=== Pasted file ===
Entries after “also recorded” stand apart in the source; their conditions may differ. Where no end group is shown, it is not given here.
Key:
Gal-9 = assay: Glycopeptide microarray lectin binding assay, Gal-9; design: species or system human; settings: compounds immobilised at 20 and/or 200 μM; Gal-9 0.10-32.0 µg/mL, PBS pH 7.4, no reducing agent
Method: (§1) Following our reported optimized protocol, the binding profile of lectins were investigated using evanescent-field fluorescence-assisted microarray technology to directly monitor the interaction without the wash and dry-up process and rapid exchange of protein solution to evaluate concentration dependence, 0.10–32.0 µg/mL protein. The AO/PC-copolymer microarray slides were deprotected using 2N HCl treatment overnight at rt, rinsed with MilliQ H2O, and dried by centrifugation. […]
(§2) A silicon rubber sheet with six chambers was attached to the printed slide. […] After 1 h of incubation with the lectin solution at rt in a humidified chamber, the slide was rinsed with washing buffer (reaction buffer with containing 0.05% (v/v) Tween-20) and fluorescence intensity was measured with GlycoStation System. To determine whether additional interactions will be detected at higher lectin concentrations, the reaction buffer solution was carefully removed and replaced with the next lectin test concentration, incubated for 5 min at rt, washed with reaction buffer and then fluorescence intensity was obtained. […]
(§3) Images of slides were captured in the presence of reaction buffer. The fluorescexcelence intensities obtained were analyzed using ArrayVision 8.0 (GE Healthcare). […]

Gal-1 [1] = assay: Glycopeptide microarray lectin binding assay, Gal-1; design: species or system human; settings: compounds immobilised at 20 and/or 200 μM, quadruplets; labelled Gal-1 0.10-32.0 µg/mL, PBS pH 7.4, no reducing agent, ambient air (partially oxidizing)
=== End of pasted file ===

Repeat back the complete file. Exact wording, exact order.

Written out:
Entries after “also recorded” stand apart in the source; their conditions may differ. Where no end group is shown, it is not given here.
Key:
Gal-9 = assay: Glycopeptide microarray lectin binding assay, Gal-9; design: species or system human; settings: compounds immobilised at 20 and/or 200 μM; Gal-9 0.10-32.0 µg/mL, PBS pH 7.4, no reducing agent
Method: (§1) Following our reported optimized protocol, the binding profile of lectins were investigated using evanescent-field fluorescence-assisted microarray technology to directly monitor the interaction without the wash and dry-up process and rapid exchange of protein solution to evaluate concentration dependence, 0.10–32.0 µg/mL protein. The AO/PC-copolymer microarray slides were deprotected using 2N HCl treatment overnight at rt, rinsed with MilliQ H2O, and dried by centrifugation. […]
(§2) A silicon rubber sheet with six chambers was attached to the printed slide. […] After 1 h of incubation with the lectin solution at rt in a humidified chamber, the slide was rinsed with washing buffer (reaction buffer with containing 0.05% (v/v) Tween-20) and fluorescence intensity was measured with GlycoStation System. To determine whether additional interactions will be detected at higher lectin concentrations, the reaction buffer solution was carefully removed and replaced with the next lectin test concentration, incubated for 5 min at rt, washed with reaction buffer and then fluorescence intensity was obtained. […]
(§3) Images of slides were captured in the presence of reaction buffer. The fluorescexcelence intensities obtained were analyzed using ArrayVision 8.0 (GE Healthcare). […]

Gal-1 [1] = assay: Glycopeptide microarray lectin binding assay, Gal-1; design: species or system human; settings: compounds immobilised at 20 and/or 200 μM, quadruplets; labelled Gal-1 0.10-32.0 µg/mL, PBS pH 7.4, no reducing agent, ambient air (partially oxidizing)